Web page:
April 19, 2017

G15: Blue Jays 3, Red Sox 0

Red Sox   - 000 000 000 - 0  6  2
Blue Jays - 030 000 00x - 3  6  1
Rick Porcello (7-6-3-1-5, 110) made his best start of the young season, but two errors in the second inning proved very costly as the Red Sox's four-game winning streak came to an end. Boston had no luck at all against Francisco Liriano (5.1-4-0-1-6, 91) and three Toronto relievers.

Troy Tulowitzki began the bottom of the second with a routine grounder to third base. Pablo Sandoval's throw from near the line sailed over Mitch Moreland's head at first base. Then Moreland tried to backhand Russell Martin's hard grounder down the first base line, but it skipped past him into right field. So instead of two outs and the bases empty, Porcello had to deal with men at second and third and no outs. Porcello fanned Justin Smoak, but Darwin Barney singled to center to bring home two runs. After Devon Travis lined out to right, singled by Kevin Pillar and Ezequiel Carrera scored Barney with the third run. All three runs were unearned.

Porcello walked the leadoff man in the third, then retired the next nine batters. A leadoff single in the sixth never advanced past first. Pillar singled with one out in the seventh (his third hit of the night) and stole both second and third, but was stranded when Jose Bautista struck out (and heard more than a few boos from his hometown fans as his average dropped to .118). (Bautista came into the game with a .421 average against Porcello (16-for-38), but went 0-for-4.)

Nothing happened for the Red Sox batters until the fifth. Liriano walked Xander Bogaerts, who was forced at second by Chris Young (the relay to first was wild). Sandoval singled to right, moving Young to second, but Sandy Leon grounded into a 4-6-3 double play.

Andrew Benintendi and Mookie Betts singled with one out in the following inning. Joe Biagini relieved Liriano and got Hanley Ramirez to hit into a 6-4-3 double play. Biagini then retired the Red Sox in order in the seventh.

Sandoval singled off Jason Grilli to open the eighth. Leon struck out and Dustin Pedroia grounded out to first. Pedroia lined the ball off Grilli and the ball caromed to Smoak near first base. Smoak raced to the bag and beat Pedroia, who slowed himself down by diving headfirst into the base. (If he had kept running hard through the bag, like players are supposed to do, perhaps he would have beaten it out.) Benintendi walked, but Betts grounded out to short.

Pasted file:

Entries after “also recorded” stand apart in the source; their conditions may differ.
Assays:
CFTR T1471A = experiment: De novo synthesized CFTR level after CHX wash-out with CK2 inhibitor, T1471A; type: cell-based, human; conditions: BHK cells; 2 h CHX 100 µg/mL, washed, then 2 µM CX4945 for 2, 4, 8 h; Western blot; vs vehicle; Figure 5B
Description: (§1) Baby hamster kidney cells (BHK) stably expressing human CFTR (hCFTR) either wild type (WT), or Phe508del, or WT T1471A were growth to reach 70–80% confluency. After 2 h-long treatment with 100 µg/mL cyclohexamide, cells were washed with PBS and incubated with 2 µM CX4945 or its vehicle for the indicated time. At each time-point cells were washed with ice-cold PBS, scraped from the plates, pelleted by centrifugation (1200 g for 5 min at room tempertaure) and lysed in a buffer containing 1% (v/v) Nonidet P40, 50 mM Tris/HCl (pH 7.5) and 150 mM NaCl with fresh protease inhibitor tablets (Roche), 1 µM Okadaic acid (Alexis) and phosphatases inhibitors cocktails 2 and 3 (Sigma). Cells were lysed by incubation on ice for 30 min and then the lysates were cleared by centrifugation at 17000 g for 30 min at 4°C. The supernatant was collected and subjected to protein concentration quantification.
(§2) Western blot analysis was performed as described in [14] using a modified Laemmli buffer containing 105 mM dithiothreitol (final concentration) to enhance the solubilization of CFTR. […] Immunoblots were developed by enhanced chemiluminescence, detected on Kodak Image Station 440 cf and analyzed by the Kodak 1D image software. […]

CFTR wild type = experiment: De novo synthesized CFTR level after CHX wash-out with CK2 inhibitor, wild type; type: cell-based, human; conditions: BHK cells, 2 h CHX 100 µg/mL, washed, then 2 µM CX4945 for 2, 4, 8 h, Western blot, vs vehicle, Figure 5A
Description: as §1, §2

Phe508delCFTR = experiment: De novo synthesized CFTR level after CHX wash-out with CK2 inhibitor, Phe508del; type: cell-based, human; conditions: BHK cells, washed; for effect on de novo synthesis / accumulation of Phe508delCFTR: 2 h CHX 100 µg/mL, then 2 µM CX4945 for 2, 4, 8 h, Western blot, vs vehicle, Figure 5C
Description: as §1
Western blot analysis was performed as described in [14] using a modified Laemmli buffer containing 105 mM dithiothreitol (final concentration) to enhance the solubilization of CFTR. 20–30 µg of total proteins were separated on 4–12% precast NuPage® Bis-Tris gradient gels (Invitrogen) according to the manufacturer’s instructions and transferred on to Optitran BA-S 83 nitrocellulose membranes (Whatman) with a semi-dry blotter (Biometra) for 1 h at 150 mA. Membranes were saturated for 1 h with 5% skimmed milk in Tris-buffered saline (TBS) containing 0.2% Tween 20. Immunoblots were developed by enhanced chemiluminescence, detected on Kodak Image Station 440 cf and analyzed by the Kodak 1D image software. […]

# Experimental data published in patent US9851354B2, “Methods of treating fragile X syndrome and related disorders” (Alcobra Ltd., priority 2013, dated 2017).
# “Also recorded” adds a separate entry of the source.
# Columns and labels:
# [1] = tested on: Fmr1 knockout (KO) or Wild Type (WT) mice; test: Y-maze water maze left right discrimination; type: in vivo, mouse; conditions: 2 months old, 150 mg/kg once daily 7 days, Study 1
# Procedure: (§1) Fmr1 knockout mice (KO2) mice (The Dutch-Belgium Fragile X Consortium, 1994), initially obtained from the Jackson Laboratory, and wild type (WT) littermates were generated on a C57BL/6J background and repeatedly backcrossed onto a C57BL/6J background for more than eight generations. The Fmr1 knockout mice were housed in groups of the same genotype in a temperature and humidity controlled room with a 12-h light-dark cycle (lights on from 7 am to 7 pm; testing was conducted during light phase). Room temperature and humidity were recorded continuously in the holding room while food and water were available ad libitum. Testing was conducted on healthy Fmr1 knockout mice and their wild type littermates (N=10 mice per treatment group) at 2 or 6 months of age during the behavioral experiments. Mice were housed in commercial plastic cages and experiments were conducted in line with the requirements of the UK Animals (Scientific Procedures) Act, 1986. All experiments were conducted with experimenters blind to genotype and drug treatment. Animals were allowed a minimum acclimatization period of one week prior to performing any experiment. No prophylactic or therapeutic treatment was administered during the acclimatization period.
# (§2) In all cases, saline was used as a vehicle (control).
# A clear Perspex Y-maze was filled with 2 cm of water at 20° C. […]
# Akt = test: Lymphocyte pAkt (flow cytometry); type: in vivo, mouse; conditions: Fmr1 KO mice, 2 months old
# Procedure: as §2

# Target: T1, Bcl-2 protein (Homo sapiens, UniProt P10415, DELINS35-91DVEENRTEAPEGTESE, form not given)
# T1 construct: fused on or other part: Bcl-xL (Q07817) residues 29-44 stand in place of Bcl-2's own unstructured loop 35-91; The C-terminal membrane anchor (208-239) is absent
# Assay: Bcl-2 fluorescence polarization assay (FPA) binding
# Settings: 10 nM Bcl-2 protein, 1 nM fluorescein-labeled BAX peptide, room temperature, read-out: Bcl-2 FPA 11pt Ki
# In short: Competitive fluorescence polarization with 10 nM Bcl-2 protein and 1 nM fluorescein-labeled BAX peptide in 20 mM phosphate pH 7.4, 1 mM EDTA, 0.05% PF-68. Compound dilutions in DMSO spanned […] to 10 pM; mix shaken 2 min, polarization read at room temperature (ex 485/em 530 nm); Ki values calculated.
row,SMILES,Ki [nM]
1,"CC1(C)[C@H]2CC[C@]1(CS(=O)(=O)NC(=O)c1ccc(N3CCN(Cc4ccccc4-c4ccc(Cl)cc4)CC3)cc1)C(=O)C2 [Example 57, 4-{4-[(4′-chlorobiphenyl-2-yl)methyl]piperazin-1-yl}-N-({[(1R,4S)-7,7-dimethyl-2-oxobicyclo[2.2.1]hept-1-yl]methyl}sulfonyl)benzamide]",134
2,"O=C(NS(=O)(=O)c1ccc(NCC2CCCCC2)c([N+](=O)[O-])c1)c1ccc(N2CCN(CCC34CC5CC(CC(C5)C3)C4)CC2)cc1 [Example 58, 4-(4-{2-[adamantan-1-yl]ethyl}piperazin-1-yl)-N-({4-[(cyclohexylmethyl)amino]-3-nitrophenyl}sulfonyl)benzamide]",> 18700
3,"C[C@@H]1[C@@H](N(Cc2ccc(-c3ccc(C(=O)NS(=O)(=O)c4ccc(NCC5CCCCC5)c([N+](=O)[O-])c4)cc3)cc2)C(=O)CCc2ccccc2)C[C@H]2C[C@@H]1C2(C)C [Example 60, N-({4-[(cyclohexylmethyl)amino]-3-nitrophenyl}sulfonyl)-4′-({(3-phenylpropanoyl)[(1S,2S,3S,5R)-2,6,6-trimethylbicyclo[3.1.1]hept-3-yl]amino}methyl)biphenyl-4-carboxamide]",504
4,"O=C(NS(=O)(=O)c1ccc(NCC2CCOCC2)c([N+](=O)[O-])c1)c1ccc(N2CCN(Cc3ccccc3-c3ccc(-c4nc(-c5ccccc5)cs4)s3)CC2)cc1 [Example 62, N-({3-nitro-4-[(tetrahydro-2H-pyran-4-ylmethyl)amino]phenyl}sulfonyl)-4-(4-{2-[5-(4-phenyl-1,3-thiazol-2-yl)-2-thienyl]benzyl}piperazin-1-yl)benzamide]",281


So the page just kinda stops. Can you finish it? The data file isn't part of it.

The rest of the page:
Facing Roberto Osuna in the ninth, Moreland singled with one out. Bogaerts struck out on three pitches and Young forced Moreland at second for the final out.

Betts's streak of regular-season plate appearances ended at 129 when he struck out swinging in the fourth inning. ... In the first relief appearance of his major league career, Eduardo Rodriguez retired the Blue Jays in order in the eighth, striking out Kendrys Morales and Russell Martin.

Baseball announcers can often produce some strangely constructed sentences. In the ninth inning, when Ramirez swung and missed at a pitch that was well outside, NESN's Jerry Remy agreed that the pitch was "not in a location good".

Chris Sale will get the ball tomorrow. The game begins at 12:30 PM.
Rick Porcello / Francisco Liriano
Pedroia, 2B
Benintendi, CF
Betts, RF
Ramirez, DH
Moreland, 1B
Bogaerts, SS
Young, LF
Sandoval, 3B
Leon, C
Through three starts, Porcello has a 7.56 ERA. He was roughed up by the Rays last Friday (4.1 innings, four home runs, eight runs).

AL East
           W   L    PCT    GB   RS   RA  DIFF
Orioles    8   4   .667   ---   56   52   + 4
Red Sox    9   5   .643   ---   65   62   + 3
Yankees    9   5   .643   ---   68   48   +20
Rays       7   8   .467   2.5   64   64     0
Blue Jays  2  11   .154   6.5   41   62   -21
I forgot to include this in last night's recap. When home plate umpire Laz Diaz blew two of the seven ball/strike calls in the top of the first, I decided to see how many pitches he called correctly. While NESN's strike zone graphic is not completely accurate, that's what I used. And if even a portion of the dot touched the border of the strike zone, I regarded that as a strike. Diaz called 167 of 190 ball/strike pitches correctly (87.9%). He was wrong 12% of the time. (That's actually better than I expected.) (Here is Brooks' data.)

2 comments:

FenFan said...

I didn't watch the game so I'm going by what GDGD reported. Ball 4 to Russell Martin appeared to be strike 3 in his AB T9. That doesn't excuse Barnes for subsequently giving up three runs to close the gap to one, but it didn't help.

Jim Goodale said...

I have to say I am enjoying your game recaps. Please keep 'em coming.
Re: Diaz' strike zone--you're being generous by including all the calls since a lot of them a 12-year-old could get right. I figure if you took a baseball's circumference (3-inches) on both sides of the zone box outline, the ump probably gets half the calls right. The number of casual references made by any PBP crew to the ump's subjective view of the strike zone during a game is revealing. The plate umps missing calls is casually expected and accepted. Robot calling of balls and strikes can't come soon enough for me. (and getting rid of Dave O'Brien).